Randomisation, performed by the APACC Coordination Centre using a computer-assisted method, was balanced every four patients: one of each four patients received 160 mg aspirin, one 300 mg aspirin and two placebo (computerised randomised blocks). Lysine acetylsalicylate was administered in the form of one sachet to be diluted in a glass of water. Placebo was made of the same excipient as the active treatment and had the same appearance and taste. Patients, staff in the APACC Coordination Centre and study investigators were unaware of treatment assignment. Treatments, delivered in sequentially numbered containers prepared by a pharmacist prior to the beginning of the trial, were allocated by the independent Coordination Centre which was in charge of randomisation, preparation and distribution of treatment packages. Information about compliance and side effects was collected at regular visits every 4 months by senior gastroenterologists. Recruitment began in October 1996 and ended in February 2000. The trial was completed at the end of September 2005.

Statistical analysis

The statistical analysis was planned to assess first the effect of either dose of aspirin (160 mg/day or 300 mg/day) and placebo and, only in cases of a statistically significant overall effect of aspirin, to compare each dose separately with placebo. The primary endpoints were the effect of aspirin on the recurrence rate of one or more adenomas at the last follow-up colonoscopy (whether it occurred at 1 or 4 years) and the evolution of APB. We also analysed patients who experienced the 4-year colonoscopy either in due time (from 3 months before to 3 months after the 4-year visit) or not. All comparisons were performed by intention-to-treat analysis. Assuming an annual recurrence rate of adenomas of about 10% with a 4-year recurrence rate estimated at 43% and a drop-out rate of 15% over the 4-year period, this trial was initially designed to have at least 80% power to detect a reduction of 40% in recurrence rate using a two-sided test at the 5% significance level. With these assumptions, the recruitment target was 267 patients.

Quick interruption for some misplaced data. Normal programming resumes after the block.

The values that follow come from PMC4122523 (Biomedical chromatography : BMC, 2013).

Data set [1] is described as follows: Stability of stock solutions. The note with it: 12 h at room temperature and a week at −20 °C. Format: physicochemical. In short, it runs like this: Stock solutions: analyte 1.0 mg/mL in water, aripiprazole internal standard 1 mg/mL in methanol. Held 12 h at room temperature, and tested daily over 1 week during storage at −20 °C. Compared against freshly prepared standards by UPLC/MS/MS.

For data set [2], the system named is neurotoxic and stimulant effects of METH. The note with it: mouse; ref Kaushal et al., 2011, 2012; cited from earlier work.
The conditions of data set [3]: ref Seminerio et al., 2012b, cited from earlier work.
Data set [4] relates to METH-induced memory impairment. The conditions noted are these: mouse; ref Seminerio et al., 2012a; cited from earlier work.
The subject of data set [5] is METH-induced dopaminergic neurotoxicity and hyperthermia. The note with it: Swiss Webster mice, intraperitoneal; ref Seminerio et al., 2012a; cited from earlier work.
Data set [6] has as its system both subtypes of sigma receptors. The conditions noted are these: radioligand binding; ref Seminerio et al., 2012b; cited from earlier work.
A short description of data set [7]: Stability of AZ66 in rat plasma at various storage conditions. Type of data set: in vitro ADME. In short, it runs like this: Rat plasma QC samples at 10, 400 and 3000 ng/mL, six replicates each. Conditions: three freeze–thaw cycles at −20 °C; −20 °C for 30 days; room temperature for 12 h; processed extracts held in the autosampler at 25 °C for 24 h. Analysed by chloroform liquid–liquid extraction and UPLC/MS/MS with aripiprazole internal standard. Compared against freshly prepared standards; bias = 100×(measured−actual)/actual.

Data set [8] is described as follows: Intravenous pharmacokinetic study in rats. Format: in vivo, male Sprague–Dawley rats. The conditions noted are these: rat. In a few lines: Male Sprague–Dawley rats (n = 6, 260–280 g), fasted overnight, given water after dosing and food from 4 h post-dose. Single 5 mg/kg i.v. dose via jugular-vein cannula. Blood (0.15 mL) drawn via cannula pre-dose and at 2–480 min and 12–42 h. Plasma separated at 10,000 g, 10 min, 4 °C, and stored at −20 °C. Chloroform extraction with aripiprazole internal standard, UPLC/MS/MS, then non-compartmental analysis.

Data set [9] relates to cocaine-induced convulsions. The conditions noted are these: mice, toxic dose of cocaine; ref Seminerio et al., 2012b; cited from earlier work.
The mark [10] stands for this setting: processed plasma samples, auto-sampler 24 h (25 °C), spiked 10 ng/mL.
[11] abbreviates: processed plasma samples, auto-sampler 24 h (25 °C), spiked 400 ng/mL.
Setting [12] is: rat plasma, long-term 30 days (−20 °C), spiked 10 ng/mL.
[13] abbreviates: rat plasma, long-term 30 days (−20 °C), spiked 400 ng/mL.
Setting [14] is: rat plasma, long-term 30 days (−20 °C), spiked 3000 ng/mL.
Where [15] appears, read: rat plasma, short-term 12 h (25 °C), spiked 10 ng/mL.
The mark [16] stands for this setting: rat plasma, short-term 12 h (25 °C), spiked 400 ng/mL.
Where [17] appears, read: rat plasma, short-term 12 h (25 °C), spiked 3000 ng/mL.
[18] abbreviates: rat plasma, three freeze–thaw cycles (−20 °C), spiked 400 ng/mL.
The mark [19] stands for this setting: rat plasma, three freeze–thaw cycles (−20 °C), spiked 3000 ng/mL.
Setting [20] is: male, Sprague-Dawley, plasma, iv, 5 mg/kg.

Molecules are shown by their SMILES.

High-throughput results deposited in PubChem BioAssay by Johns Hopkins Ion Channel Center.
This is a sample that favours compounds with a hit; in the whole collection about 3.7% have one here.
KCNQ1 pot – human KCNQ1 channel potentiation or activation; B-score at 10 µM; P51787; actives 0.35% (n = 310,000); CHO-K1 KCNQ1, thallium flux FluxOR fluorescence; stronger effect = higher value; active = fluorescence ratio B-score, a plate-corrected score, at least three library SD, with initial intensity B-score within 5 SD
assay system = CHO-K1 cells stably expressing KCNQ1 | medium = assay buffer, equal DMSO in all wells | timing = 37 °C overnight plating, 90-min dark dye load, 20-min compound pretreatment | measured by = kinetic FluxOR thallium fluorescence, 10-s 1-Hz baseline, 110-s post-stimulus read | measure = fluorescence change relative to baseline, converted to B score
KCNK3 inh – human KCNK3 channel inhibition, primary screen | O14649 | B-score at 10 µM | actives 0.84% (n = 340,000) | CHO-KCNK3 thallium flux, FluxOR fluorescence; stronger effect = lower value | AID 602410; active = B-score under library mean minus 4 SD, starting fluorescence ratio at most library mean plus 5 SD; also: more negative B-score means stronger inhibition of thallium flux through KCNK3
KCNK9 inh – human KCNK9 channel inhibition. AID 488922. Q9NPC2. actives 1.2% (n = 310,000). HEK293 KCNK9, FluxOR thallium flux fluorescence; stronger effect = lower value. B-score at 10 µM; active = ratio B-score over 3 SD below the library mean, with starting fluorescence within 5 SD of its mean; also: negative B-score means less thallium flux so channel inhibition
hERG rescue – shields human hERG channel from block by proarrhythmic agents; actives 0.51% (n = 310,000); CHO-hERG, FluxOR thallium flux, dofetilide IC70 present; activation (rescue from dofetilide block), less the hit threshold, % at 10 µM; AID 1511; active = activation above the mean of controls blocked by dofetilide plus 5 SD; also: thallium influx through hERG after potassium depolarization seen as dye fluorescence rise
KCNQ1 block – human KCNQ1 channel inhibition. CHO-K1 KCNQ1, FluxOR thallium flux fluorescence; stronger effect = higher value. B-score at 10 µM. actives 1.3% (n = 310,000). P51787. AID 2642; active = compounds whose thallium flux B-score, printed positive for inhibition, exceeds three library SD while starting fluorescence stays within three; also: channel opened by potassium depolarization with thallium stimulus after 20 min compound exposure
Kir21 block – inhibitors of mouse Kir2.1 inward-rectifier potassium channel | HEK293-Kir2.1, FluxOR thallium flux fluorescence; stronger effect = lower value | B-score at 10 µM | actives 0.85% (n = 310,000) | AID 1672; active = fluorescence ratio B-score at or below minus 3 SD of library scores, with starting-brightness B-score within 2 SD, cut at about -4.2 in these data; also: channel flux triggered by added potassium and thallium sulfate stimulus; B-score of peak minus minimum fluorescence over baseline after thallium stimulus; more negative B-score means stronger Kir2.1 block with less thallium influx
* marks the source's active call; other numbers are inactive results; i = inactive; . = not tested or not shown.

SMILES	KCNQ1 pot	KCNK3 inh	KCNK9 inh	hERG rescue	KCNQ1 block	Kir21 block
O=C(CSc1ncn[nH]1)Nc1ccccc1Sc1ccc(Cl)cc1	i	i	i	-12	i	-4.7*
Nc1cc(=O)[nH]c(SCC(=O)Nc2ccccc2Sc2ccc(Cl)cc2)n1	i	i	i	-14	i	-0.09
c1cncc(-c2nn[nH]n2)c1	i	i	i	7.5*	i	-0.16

The results are presented as means±SD. χ2 tests were used to compare categorical variables and parametric tests for continuous variables which were approximated to normal law, an approach allowed by the large numbers of patients and the coherence between these tests and the multivariate analysis. In the multivariate analysis of the 4-year recurrence rate with multiple covariates (baseline characteristics), the magnitude of the treatment effect and of the recurrence rate was expressed as RR with 95% CI. p Values <0.05 were considered as statistically significant (two-tailed tests) and were adjusted for multiple testing. The analysis was performed using SAS software V.9.1.

Results

Patient characteristics

Of the 291 patients with adenomas confirmed by colonoscopy who entered the 4-week run-in period, 272 took at least 80% of the 300 mg daily lysine acetylsalicylate dispensed and thus were deemed eligible for the trial and randomised. Seventy-three patients were allocated to aspirin 160 mg/day, 67 to aspirin 300 mg/day and 132 to placebo. Baseline demographic and clinical characteristics of patients were similar among the aspirin and placebo groups at entry (table 1), except for a higher proportion of adenomas >10 mm among patients receiving aspirin. At baseline colonoscopy, only 13 of the 668 polyps excised from the 272 patients were lost (2%). Among the 655 excised polyps which underwent pathological examination, 549 were adenomatous and 85 were hyperplastic polyps.

Table 1

Baseline characteristics of the intention-to-treat population of patients

Among the 272 randomised patients, 238 (87.5%) had a colonoscopy 1 year after enrolment (figure 1). At 4 years, 185 patients (68% of the initial population) had a third colonoscopy, 150 in due time according to the protocol (within 3 months before or after the foreseen time of 4 years after inclusion) and 35 not in due time: 55 were taking aspirin 160 mg/day, 47 aspirin 300 mg/day and 83 placebo. This imbalance was mainly due to non-compliance (see figure 1). Of the 150 patients (55% of the initial population) who had a 4-year colonoscopy in due time and did not present any major protocol violation, 42 were receiving aspirin 160 mg/day, 40 aspirin 300 mg/day and 68 placebo. During the whole trial, 122 patients had at least one major protocol violation: 32 in the group receiving aspirin 160 mg/day, 27 in the group receiving aspirin 300 mg/day and 63 in the placebo group (NS). Among the 87 patients who did not complete the year 4 colonoscopy, 29 withdrew from the trial for adverse events, 25 for non-compliance, 13 for other reasons and 20 were lost to follow-up. More patients dropped out after randomisation in the placebo group than in the aspirin group (49/132 (37%) vs 38/140 (27%); χ2 =3.1; p=0.08), possibly due to a higher rate of non-compliance in the placebo group (18/49 (37%) vs 7/38 (18%); χ2=1.9; p=0.17). Among those who completed the year 4 colonoscopy, compliance with the study treatment during the 4-year follow-up, assessed by counting returned sachets, was high (mean±SD 88±26%) and similar between the groups.

Results at 4 years (main analysis)